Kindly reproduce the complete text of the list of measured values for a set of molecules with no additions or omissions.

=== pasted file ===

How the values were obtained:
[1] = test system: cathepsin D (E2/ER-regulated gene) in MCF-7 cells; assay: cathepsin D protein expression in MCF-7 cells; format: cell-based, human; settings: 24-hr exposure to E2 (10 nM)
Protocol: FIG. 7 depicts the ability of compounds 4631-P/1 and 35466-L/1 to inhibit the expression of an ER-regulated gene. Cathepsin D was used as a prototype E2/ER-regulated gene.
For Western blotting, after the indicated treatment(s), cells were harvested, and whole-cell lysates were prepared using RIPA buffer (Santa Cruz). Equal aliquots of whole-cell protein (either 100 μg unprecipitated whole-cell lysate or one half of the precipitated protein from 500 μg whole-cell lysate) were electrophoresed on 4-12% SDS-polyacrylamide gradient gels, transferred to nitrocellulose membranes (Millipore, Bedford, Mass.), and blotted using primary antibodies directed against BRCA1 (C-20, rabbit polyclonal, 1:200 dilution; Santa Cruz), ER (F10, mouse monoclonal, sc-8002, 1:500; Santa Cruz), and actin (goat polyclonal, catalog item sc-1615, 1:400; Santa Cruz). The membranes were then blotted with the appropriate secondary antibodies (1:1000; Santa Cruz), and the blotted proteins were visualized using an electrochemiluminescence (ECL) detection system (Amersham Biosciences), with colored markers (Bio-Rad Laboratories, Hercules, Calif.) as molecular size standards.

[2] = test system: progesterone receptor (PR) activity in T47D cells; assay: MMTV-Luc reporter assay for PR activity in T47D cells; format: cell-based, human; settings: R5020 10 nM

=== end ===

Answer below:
How the values were obtained:
[1] = test system: cathepsin D (E2/ER-regulated gene) in MCF-7 cells; assay: cathepsin D protein expression in MCF-7 cells; format: cell-based, human; settings: 24-hr exposure to E2 (10 nM)
Protocol: FIG. 7 depicts the ability of compounds 4631-P/1 and 35466-L/1 to inhibit the expression of an ER-regulated gene. Cathepsin D was used as a prototype E2/ER-regulated gene.
For Western blotting, after the indicated treatment(s), cells were harvested, and whole-cell lysates were prepared using RIPA buffer (Santa Cruz). Equal aliquots of whole-cell protein (either 100 μg unprecipitated whole-cell lysate or one half of the precipitated protein from 500 μg whole-cell lysate) were electrophoresed on 4-12% SDS-polyacrylamide gradient gels, transferred to nitrocellulose membranes (Millipore, Bedford, Mass.), and blotted using primary antibodies directed against BRCA1 (C-20, rabbit polyclonal, 1:200 dilution; Santa Cruz), ER (F10, mouse monoclonal, sc-8002, 1:500; Santa Cruz), and actin (goat polyclonal, catalog item sc-1615, 1:400; Santa Cruz). The membranes were then blotted with the appropriate secondary antibodies (1:1000; Santa Cruz), and the blotted proteins were visualized using an electrochemiluminescence (ECL) detection system (Amersham Biosciences), with colored markers (Bio-Rad Laboratories, Hercules, Calif.) as molecular size standards.

[2] = test system: progesterone receptor (PR) activity in T47D cells; assay: MMTV-Luc reporter assay for PR activity in T47D cells; format: cell-based, human; settings: R5020 10 nM